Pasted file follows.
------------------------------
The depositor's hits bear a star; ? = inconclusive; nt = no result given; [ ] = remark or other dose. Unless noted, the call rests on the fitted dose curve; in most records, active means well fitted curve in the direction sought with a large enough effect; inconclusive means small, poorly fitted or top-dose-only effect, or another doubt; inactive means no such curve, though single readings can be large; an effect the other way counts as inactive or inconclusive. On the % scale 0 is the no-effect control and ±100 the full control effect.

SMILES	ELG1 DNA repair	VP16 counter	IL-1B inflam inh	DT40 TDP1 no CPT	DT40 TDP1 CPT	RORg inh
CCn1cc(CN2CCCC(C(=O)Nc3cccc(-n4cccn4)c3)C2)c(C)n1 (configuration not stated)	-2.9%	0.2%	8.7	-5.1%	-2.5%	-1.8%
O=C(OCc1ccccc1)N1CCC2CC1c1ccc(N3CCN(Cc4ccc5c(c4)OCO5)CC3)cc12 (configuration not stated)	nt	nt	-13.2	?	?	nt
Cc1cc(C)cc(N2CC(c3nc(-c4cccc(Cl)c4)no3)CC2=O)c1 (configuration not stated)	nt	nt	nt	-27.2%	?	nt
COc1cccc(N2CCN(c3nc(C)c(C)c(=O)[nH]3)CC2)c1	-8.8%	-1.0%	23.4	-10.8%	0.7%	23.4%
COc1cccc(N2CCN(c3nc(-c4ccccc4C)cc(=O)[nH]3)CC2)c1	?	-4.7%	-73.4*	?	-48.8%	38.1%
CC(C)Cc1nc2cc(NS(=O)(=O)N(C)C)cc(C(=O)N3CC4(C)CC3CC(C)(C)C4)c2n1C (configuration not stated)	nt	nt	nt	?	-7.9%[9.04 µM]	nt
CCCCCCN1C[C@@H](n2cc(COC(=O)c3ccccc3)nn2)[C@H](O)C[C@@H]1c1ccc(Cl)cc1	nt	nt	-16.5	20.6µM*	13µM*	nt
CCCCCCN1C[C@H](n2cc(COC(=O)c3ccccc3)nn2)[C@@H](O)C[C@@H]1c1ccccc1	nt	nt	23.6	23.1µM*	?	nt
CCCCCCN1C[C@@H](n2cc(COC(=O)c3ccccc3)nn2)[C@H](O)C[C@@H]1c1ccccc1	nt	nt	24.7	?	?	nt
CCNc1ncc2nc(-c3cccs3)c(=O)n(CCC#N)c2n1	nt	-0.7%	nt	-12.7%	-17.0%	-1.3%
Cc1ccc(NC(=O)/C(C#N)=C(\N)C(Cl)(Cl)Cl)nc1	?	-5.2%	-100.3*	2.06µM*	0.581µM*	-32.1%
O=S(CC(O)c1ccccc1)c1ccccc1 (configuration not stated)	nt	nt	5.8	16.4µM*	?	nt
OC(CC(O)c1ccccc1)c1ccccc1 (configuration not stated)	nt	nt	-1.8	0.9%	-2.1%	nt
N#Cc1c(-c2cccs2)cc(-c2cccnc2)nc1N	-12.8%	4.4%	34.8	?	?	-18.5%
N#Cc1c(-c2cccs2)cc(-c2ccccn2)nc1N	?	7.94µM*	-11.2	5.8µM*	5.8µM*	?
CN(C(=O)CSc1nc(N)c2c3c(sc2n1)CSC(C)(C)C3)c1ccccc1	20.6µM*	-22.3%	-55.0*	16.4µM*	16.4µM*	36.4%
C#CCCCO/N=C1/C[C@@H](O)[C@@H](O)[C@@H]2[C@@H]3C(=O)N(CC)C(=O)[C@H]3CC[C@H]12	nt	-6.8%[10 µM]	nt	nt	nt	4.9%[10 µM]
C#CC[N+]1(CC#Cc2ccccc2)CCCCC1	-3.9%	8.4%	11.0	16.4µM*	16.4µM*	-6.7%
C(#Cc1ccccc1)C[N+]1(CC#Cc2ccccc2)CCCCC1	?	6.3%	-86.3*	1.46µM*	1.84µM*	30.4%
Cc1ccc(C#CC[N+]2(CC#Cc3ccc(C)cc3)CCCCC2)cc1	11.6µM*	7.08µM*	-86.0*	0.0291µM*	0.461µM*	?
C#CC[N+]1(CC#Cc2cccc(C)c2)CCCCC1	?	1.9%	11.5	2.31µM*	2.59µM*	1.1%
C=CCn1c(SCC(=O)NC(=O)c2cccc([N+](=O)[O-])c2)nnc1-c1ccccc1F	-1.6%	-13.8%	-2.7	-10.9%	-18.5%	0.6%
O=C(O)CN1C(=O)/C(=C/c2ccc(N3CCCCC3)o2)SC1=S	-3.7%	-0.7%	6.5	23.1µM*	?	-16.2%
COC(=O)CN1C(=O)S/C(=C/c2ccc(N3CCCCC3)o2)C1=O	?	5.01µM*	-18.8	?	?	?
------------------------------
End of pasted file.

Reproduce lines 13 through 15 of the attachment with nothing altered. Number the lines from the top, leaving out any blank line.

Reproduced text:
Cc1ccc(NC(=O)/C(C#N)=C(\N)C(Cl)(Cl)Cl)nc1	?	-5.2%	-100.3*	2.06µM*	0.581µM*	-32.1%
O=S(CC(O)c1ccccc1)c1ccccc1 (configuration not stated)	nt	nt	5.8	16.4µM*	?	nt
OC(CC(O)c1ccccc1)c1ccccc1 (configuration not stated)	nt	nt	-1.8	0.9%	-2.1%	nt